Pulsating flow in an open channel is a manifestation of unstable-flow conditions in which a series of translatory waves of perceptible magnitude develops and moves rapidly downstream. Pulsating flow is a matter of concern in the design and operation of steep-gradient channels. If it should occur at high stages in a channel designed for stable flow, the capacity of the channel may be inadequate at a discharge that is much smaller than that for which the channel was designed. If the overriding translatory wave carries an appreciable part of the total flow, conventional stream-gaging procedures cannot be used to determine the discharge; neither the conventional instrumentation nor conventional methodology is adequate.
A method of determining the discharge during pulsating flow was tested in the Santa Anita Wash flood control channel in Arcadia, Calif., April 16, 1965. Observations of the dimensions and velocities of translatory waves were made during a period of controlled reservoir releases of about 100, 200, and 300 cfs (cubic feet per second). The method of computing discharge was based on (1) computation of the discharge in the overriding waves and (2) computation of the discharge in the shallow-depth, or overrun, part of the flow. Satisfactory results were obtained by this method. However, the procedure used-separating the flow into two components and then treating the shallow-depth component as though it were steady--has no theoretical basis. It is simply an expedient for use until laboratory investigation can provide a satisfactory analytical solution to the problem of computing discharge during pulsating flow.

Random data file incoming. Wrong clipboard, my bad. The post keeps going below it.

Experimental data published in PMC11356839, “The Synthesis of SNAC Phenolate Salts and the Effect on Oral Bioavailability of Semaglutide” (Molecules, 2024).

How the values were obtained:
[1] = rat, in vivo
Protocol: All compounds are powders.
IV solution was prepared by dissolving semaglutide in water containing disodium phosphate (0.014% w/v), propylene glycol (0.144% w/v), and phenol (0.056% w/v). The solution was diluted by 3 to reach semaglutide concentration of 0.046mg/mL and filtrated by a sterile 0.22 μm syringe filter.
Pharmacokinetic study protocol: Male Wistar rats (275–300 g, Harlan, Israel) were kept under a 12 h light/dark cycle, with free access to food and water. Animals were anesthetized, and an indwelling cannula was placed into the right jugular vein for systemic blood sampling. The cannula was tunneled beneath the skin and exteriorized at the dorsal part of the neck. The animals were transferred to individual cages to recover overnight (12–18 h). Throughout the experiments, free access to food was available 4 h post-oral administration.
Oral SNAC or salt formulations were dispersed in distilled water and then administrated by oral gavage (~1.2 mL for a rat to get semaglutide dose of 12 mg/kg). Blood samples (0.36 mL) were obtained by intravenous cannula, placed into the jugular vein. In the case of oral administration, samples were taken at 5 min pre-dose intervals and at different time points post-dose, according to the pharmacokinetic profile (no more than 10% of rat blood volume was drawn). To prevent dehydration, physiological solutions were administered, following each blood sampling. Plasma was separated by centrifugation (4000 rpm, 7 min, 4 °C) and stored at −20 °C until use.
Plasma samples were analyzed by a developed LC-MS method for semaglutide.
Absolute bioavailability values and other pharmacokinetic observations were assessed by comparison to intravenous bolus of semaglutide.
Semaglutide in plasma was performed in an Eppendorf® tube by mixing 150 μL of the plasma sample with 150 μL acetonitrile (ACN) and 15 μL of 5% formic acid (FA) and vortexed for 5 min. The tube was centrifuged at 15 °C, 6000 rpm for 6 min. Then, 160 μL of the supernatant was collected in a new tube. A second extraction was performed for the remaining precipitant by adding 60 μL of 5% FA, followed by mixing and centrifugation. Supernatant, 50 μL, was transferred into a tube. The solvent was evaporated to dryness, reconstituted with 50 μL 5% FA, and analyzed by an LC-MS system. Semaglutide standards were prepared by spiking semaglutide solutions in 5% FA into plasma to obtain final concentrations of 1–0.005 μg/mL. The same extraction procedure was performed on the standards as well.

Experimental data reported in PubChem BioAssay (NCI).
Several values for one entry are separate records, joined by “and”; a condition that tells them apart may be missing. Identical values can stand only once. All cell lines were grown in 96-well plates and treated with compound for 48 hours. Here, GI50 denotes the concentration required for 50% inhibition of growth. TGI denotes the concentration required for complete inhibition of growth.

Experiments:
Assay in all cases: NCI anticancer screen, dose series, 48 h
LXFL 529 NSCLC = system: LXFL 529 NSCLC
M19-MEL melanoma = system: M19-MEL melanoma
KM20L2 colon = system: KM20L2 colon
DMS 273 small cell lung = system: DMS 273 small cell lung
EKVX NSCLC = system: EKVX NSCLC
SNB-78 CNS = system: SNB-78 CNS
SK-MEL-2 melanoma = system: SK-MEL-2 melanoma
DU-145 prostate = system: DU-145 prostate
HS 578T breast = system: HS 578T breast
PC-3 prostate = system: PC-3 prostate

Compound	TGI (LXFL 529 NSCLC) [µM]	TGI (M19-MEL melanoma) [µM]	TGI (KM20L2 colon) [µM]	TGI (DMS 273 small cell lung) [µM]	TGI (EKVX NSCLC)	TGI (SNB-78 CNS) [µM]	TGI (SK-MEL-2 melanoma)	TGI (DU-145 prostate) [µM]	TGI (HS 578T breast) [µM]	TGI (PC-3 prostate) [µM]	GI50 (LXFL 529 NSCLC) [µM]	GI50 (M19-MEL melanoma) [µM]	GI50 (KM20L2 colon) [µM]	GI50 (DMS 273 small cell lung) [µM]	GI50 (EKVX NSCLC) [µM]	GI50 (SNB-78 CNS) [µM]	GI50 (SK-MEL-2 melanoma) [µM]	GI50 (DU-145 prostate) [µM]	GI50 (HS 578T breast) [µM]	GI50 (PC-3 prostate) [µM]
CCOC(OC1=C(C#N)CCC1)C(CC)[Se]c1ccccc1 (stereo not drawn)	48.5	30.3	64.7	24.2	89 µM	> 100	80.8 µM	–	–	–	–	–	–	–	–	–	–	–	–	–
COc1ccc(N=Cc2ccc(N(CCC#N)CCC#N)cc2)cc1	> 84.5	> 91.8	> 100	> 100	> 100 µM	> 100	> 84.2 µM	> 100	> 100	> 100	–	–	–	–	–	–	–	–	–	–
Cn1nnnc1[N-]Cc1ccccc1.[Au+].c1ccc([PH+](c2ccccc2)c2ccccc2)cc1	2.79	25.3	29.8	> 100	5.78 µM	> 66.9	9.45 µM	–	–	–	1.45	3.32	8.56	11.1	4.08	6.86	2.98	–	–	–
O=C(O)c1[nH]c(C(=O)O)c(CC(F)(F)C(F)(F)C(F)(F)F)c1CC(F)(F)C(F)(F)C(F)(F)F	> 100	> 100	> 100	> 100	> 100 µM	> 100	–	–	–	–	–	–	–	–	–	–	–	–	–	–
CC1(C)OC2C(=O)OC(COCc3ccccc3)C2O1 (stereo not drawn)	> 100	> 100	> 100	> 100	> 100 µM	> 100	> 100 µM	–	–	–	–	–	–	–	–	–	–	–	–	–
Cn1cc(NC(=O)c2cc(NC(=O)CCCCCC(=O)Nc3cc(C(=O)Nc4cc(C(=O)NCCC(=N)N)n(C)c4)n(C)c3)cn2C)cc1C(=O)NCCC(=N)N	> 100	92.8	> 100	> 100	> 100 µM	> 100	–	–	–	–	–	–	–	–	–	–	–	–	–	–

Sixteen months prior to the test in Santa Anita Wash, a robot camera had been designed .and programmed to obtain the data needed to compute discharge by the method described above. The photographic equipment had been installed in Haines Creek flood control channel in Los Angeles, Calif., but it had not been completely tested because of the infrequency of flow in that channel. Because the Santa Anita Wash tests afforded excellent data for analysis, further development of the photographic ,technique at Haines Creek was discontinued.
Three methods for obtaining the data needed to compute discharge during pulsating flow are proposed. In two of the methods--the photographic method and the depth-recorder method--the dimensions and velocities of translatory waves are recorded, and discharge is then computed by the procedure developed in this report. The third method?the constant-rate-dye-dilution method--yields the discharge more directly. The discharge is computed from the dye-injection rate and the ratio of the concentration of dye in the injected solution to the concentration of dye in the water sampled at a site downstream. The three methods should be developed and tested in ,the Santa Anita Wash flood control channel under controlled conditions similar to those in the test of April 1965.